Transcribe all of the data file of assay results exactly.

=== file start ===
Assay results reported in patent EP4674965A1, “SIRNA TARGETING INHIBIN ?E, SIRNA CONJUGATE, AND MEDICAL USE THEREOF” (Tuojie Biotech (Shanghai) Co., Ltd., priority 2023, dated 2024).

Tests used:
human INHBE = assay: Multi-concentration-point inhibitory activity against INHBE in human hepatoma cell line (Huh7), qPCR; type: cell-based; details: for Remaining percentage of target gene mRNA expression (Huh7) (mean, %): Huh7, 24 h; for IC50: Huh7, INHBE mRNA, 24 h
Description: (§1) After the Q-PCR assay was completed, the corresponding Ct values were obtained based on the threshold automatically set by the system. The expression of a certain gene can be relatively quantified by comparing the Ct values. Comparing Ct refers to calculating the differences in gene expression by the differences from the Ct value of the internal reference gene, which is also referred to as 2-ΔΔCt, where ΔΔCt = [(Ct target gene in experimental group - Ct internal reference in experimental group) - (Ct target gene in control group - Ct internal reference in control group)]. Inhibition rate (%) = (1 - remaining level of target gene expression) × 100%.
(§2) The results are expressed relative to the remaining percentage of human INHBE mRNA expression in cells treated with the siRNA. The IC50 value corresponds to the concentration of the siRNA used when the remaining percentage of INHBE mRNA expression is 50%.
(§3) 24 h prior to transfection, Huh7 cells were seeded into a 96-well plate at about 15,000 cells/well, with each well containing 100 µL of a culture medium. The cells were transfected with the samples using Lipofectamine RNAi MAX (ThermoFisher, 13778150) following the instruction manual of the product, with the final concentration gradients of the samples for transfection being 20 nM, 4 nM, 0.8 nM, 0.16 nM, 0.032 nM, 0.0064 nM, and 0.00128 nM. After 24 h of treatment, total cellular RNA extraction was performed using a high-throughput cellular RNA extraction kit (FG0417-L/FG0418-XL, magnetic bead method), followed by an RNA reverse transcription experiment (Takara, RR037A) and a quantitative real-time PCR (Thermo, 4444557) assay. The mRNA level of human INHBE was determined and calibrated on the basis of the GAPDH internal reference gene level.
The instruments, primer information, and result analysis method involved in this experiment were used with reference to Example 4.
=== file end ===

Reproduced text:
Assay results reported in patent EP4674965A1, “SIRNA TARGETING INHIBIN ?E, SIRNA CONJUGATE, AND MEDICAL USE THEREOF” (Tuojie Biotech (Shanghai) Co., Ltd., priority 2023, dated 2024).

Tests used:
human INHBE = assay: Multi-concentration-point inhibitory activity against INHBE in human hepatoma cell line (Huh7), qPCR; type: cell-based; details: for Remaining percentage of target gene mRNA expression (Huh7) (mean, %): Huh7, 24 h; for IC50: Huh7, INHBE mRNA, 24 h
Description: (§1) After the Q-PCR assay was completed, the corresponding Ct values were obtained based on the threshold automatically set by the system. The expression of a certain gene can be relatively quantified by comparing the Ct values. Comparing Ct refers to calculating the differences in gene expression by the differences from the Ct value of the internal reference gene, which is also referred to as 2-ΔΔCt, where ΔΔCt = [(Ct target gene in experimental group - Ct internal reference in experimental group) - (Ct target gene in control group - Ct internal reference in control group)]. Inhibition rate (%) = (1 - remaining level of target gene expression) × 100%.
(§2) The results are expressed relative to the remaining percentage of human INHBE mRNA expression in cells treated with the siRNA. The IC50 value corresponds to the concentration of the siRNA used when the remaining percentage of INHBE mRNA expression is 50%.
(§3) 24 h prior to transfection, Huh7 cells were seeded into a 96-well plate at about 15,000 cells/well, with each well containing 100 µL of a culture medium. The cells were transfected with the samples using Lipofectamine RNAi MAX (ThermoFisher, 13778150) following the instruction manual of the product, with the final concentration gradients of the samples for transfection being 20 nM, 4 nM, 0.8 nM, 0.16 nM, 0.032 nM, 0.0064 nM, and 0.00128 nM. After 24 h of treatment, total cellular RNA extraction was performed using a high-throughput cellular RNA extraction kit (FG0417-L/FG0418-XL, magnetic bead method), followed by an RNA reverse transcription experiment (Takara, RR037A) and a quantitative real-time PCR (Thermo, 4444557) assay. The mRNA level of human INHBE was determined and calibrated on the basis of the GAPDH internal reference gene level.
The instruments, primer information, and result analysis method involved in this experiment were used with reference to Example 4.